For another, wrote Schelling, the Marshall Plan was a European plan, not fifteen national plans. The nations were to indicate the amount of aid they would requite to put their economies back on a sound footing. “Each nation’s requirements were scrutinized and cross-examined by other European nations. An exorbitant claim by one was perceived to be a threat to what the others could receive, and the result was a negotiated total.” As soon as the appropriations for the first year were agreed upon, he said, the Organization for European Economic Cooperation went to work on the second.
That the word “cooperation,” featured in the names of both the European organization, and the US Economic Cooperation Administration, was no accident, Schelling said. The process of working together for a common purpose was taken seriously from the start.
Fast forward, then, to the environmental summit in Rio de Janeiro in 1992. That was the international convocation attended by President George H.W. Bush — the first concerted step towards a “framework convention” designed to reduce carbon emissions. Five years later, negotiators met again in Kyoto, hoping to design broadly acceptable targets and timetables, along with mechanisms for the formal allocation of rights among nations.
By that time, however, the myriad consequences of the collapse of communism and the end of the Cold War had taken center stage. Lip service was the order of the day. And in 2001, George W. Bush surprised even his supporters by unilaterally pulling out of the Kyoto Agreement.
But five years was “too soon to be disappointed,” writes Schelling. Nothing like carbon emissions regime had ever been attempted, he noted. The obstacles to be overcome were large. The atmosphere was a global commons, where everyone’s emissions mixed and mingled with those of all others. It was in no nation’s interest to limit emissions on its own. Nations differed widely in their dependence on fossil fuels. Standards of fairness were uncertain. The burdens to be shared are large.
How large? Schelling estimates that a serious carbon regime will require contributions by nations around the world on the order of a hundred times more than what they now pay for the United Nations, not just its staff activities but its peacekeeping ventures as well. An effective greenhouse strategy could cost participants something between two percent and three percent of GNP forever.
Two percent is, at least today, a politically unmanageable goal in many countries, including the United States. Economically, that price-tag is not so forbidding, says Schelling; growth rates in the United States are such that per capita income will double in the next 40 years. Dock GNP by two percent in perpetuity and the doubling will occur in 2062 instead of 2060. Faster growing countries will need help capping their emissions, not to mention the poorer nations that are barely growing at all.
Hence the collective division of assets and liabilities that, as Schelling notes, was at the heart of the Marshall Plan’s success. Trouble setting targets? Assigning formal emission rights? Monitoring compliance? The appropriate procedure may be much the same as the one that evolved sixty years ago in Europe: call it “multilateral reciprocal scrutiny,” Schelling says.
“There never was a formula; nor were there even criteria; there were Ôconsiderations.’ Each country made a claim for aid on whatever grounds it chose. Each was queried and cross-examined about dollar-export potential, domestic substitutes for dollar imports, dietary standards, rate of livestock recovery, severity of gasoline rationing, and anything pertinent to dollar requirements. The objective was to achieve consensus on how to divide four billion dollars.”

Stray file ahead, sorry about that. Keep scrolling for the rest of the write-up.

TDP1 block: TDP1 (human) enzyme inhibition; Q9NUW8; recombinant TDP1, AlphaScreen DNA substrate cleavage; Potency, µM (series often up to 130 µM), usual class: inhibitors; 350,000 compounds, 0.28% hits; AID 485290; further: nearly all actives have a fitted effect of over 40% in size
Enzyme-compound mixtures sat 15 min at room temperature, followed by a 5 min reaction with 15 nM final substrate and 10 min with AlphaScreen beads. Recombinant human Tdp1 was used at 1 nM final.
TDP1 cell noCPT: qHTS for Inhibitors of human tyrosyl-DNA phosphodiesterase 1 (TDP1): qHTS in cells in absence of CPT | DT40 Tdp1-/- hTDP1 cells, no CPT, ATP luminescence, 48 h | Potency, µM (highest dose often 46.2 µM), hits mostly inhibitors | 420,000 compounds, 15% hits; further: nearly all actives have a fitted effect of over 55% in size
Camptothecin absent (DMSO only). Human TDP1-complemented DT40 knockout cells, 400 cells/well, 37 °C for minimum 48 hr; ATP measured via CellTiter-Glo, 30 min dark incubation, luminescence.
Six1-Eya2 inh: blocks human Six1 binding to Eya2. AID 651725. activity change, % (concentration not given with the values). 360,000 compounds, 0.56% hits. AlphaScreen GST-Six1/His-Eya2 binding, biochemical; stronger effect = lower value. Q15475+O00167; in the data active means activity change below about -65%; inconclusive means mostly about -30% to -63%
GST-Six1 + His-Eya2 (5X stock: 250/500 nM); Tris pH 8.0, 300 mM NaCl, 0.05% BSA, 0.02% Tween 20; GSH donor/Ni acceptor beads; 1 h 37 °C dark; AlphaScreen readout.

Curbing greenhouse emission will cost far more than that. Some 200 nations will be involved. The technical considerations will be different. The wrangling will be greater. But the process for dealing with global warming probably will be the same: pragmatic discourse and cooperative dispute. As with the Marshall Plan, full consensus will not be required; just enough agreement that disputes can be resolved by a trustworthy committee.
In the case of the Marshall Plan, it was a committee of two, Schelling says; in the case of NATO, a three-person panel arbitrated disputes over the burdens to be borne (but not, he notes, “enforced”). The European Union followed a similar procedure to arrive at its carbon-reduction targets for member countries. And in the end, the parties to the Kyoto Agreement will probably do the same.
Was the lack of formal targets responsible for the success of the Marshall Plan? The participants couldn’t have agreed on specific goals in the time allowed, Schelling says; they had to act and, “in the end, they had to be satisfied with the division.” The future of Europe was at stake. The world today could do worse than to begin the same way with carbon emissions — much worse. In time, he figures, more formal criteria will evolve.
Today, the Marshall Plan is a fading memory, a catchphrase whose precise meaning is elusive. Looking back, however, the improvisation probably did more than any other measure to stabilize the world in the wake of World War II and on the brink of the nuclear balance of terror. The problem of global warming is similar in many respects. (Expect awareness of the resemblance to increase: Schelling is scheduled to give Harvard University’s annual Godkin Lectures next year. In all likelihood, his topic will be coping with global climate change.)
The real question now is whether the same caliber of political leadership will be forthcoming. Some very great challenges lie ahead.